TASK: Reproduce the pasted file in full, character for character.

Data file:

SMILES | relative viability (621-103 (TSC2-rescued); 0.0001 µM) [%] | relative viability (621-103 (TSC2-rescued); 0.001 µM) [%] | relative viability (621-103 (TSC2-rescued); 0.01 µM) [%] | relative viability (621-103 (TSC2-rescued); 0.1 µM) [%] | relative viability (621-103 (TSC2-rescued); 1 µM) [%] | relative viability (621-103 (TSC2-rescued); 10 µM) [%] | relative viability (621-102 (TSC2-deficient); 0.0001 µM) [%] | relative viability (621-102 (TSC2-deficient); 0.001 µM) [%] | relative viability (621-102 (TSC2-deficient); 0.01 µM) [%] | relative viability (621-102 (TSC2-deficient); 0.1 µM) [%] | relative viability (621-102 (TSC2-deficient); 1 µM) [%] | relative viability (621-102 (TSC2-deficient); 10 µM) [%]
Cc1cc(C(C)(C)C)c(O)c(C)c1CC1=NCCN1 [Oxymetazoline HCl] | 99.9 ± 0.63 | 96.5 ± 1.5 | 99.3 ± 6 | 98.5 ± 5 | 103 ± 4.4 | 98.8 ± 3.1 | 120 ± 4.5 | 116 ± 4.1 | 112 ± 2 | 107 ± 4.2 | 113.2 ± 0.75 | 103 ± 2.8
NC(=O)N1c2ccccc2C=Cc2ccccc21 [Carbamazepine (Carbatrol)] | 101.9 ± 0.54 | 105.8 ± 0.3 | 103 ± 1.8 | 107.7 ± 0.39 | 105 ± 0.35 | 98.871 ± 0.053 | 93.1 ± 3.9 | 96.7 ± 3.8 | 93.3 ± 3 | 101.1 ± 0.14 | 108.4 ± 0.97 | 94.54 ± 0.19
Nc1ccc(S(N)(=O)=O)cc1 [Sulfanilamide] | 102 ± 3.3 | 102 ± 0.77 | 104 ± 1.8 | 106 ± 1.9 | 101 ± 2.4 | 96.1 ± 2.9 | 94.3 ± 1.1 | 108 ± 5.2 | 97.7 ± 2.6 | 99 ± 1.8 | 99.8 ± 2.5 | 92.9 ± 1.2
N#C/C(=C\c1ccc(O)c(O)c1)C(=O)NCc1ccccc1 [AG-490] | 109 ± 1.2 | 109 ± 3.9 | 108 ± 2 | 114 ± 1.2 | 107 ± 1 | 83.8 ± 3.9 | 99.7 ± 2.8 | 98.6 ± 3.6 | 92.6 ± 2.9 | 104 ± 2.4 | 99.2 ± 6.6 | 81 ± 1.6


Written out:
SMILES | relative viability (621-103 (TSC2-rescued); 0.0001 µM) [%] | relative viability (621-103 (TSC2-rescued); 0.001 µM) [%] | relative viability (621-103 (TSC2-rescued); 0.01 µM) [%] | relative viability (621-103 (TSC2-rescued); 0.1 µM) [%] | relative viability (621-103 (TSC2-rescued); 1 µM) [%] | relative viability (621-103 (TSC2-rescued); 10 µM) [%] | relative viability (621-102 (TSC2-deficient); 0.0001 µM) [%] | relative viability (621-102 (TSC2-deficient); 0.001 µM) [%] | relative viability (621-102 (TSC2-deficient); 0.01 µM) [%] | relative viability (621-102 (TSC2-deficient); 0.1 µM) [%] | relative viability (621-102 (TSC2-deficient); 1 µM) [%] | relative viability (621-102 (TSC2-deficient); 10 µM) [%]
Cc1cc(C(C)(C)C)c(O)c(C)c1CC1=NCCN1 [Oxymetazoline HCl] | 99.9 ± 0.63 | 96.5 ± 1.5 | 99.3 ± 6 | 98.5 ± 5 | 103 ± 4.4 | 98.8 ± 3.1 | 120 ± 4.5 | 116 ± 4.1 | 112 ± 2 | 107 ± 4.2 | 113.2 ± 0.75 | 103 ± 2.8
NC(=O)N1c2ccccc2C=Cc2ccccc21 [Carbamazepine (Carbatrol)] | 101.9 ± 0.54 | 105.8 ± 0.3 | 103 ± 1.8 | 107.7 ± 0.39 | 105 ± 0.35 | 98.871 ± 0.053 | 93.1 ± 3.9 | 96.7 ± 3.8 | 93.3 ± 3 | 101.1 ± 0.14 | 108.4 ± 0.97 | 94.54 ± 0.19
Nc1ccc(S(N)(=O)=O)cc1 [Sulfanilamide] | 102 ± 3.3 | 102 ± 0.77 | 104 ± 1.8 | 106 ± 1.9 | 101 ± 2.4 | 96.1 ± 2.9 | 94.3 ± 1.1 | 108 ± 5.2 | 97.7 ± 2.6 | 99 ± 1.8 | 99.8 ± 2.5 | 92.9 ± 1.2
N#C/C(=C\c1ccc(O)c(O)c1)C(=O)NCc1ccccc1 [AG-490] | 109 ± 1.2 | 109 ± 3.9 | 108 ± 2 | 114 ± 1.2 | 107 ± 1 | 83.8 ± 3.9 | 99.7 ± 2.8 | 98.6 ± 3.6 | 92.6 ± 2.9 | 104 ± 2.4 | 99.2 ± 6.6 | 81 ± 1.6